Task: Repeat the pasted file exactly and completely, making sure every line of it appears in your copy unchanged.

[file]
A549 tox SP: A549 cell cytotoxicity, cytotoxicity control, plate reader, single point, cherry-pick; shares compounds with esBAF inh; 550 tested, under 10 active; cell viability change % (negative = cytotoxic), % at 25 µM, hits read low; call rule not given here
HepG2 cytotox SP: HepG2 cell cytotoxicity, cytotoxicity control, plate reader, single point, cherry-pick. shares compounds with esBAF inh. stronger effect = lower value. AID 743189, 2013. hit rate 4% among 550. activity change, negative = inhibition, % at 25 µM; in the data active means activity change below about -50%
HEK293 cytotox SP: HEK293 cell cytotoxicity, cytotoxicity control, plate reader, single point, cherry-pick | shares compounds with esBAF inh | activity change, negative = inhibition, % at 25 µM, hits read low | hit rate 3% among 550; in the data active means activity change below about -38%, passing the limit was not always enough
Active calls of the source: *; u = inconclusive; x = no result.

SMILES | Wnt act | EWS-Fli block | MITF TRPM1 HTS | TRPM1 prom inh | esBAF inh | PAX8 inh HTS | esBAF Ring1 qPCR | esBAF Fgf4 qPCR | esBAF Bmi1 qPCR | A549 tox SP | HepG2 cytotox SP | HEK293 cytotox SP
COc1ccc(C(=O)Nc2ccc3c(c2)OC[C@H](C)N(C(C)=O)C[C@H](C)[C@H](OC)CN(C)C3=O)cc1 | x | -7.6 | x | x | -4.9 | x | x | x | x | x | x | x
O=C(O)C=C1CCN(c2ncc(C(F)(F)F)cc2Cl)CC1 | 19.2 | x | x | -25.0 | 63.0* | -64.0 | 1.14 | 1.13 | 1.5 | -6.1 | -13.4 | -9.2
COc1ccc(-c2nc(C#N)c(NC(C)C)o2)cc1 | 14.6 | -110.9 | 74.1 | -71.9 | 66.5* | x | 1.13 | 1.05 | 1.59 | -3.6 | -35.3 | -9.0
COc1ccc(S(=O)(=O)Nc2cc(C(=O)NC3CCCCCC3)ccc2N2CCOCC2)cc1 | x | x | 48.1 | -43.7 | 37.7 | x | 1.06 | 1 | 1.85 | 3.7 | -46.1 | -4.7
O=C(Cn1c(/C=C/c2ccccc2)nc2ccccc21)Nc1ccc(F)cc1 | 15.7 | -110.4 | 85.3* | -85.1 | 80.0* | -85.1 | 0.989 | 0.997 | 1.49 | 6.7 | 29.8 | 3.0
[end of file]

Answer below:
A549 tox SP: A549 cell cytotoxicity, cytotoxicity control, plate reader, single point, cherry-pick; shares compounds with esBAF inh; 550 tested, under 10 active; cell viability change % (negative = cytotoxic), % at 25 µM, hits read low; call rule not given here
HepG2 cytotox SP: HepG2 cell cytotoxicity, cytotoxicity control, plate reader, single point, cherry-pick. shares compounds with esBAF inh. stronger effect = lower value. AID 743189, 2013. hit rate 4% among 550. activity change, negative = inhibition, % at 25 µM; in the data active means activity change below about -50%
HEK293 cytotox SP: HEK293 cell cytotoxicity, cytotoxicity control, plate reader, single point, cherry-pick | shares compounds with esBAF inh | activity change, negative = inhibition, % at 25 µM, hits read low | hit rate 3% among 550; in the data active means activity change below about -38%, passing the limit was not always enough
Active calls of the source: *; u = inconclusive; x = no result.

SMILES | Wnt act | EWS-Fli block | MITF TRPM1 HTS | TRPM1 prom inh | esBAF inh | PAX8 inh HTS | esBAF Ring1 qPCR | esBAF Fgf4 qPCR | esBAF Bmi1 qPCR | A549 tox SP | HepG2 cytotox SP | HEK293 cytotox SP
COc1ccc(C(=O)Nc2ccc3c(c2)OC[C@H](C)N(C(C)=O)C[C@H](C)[C@H](OC)CN(C)C3=O)cc1 | x | -7.6 | x | x | -4.9 | x | x | x | x | x | x | x
O=C(O)C=C1CCN(c2ncc(C(F)(F)F)cc2Cl)CC1 | 19.2 | x | x | -25.0 | 63.0* | -64.0 | 1.14 | 1.13 | 1.5 | -6.1 | -13.4 | -9.2
COc1ccc(-c2nc(C#N)c(NC(C)C)o2)cc1 | 14.6 | -110.9 | 74.1 | -71.9 | 66.5* | x | 1.13 | 1.05 | 1.59 | -3.6 | -35.3 | -9.0
COc1ccc(S(=O)(=O)Nc2cc(C(=O)NC3CCCCCC3)ccc2N2CCOCC2)cc1 | x | x | 48.1 | -43.7 | 37.7 | x | 1.06 | 1 | 1.85 | 3.7 | -46.1 | -4.7
O=C(Cn1c(/C=C/c2ccccc2)nc2ccccc21)Nc1ccc(F)cc1 | 15.7 | -110.4 | 85.3* | -85.1 | 80.0* | -85.1 | 0.989 | 0.997 | 1.49 | 6.7 | 29.8 | 3.0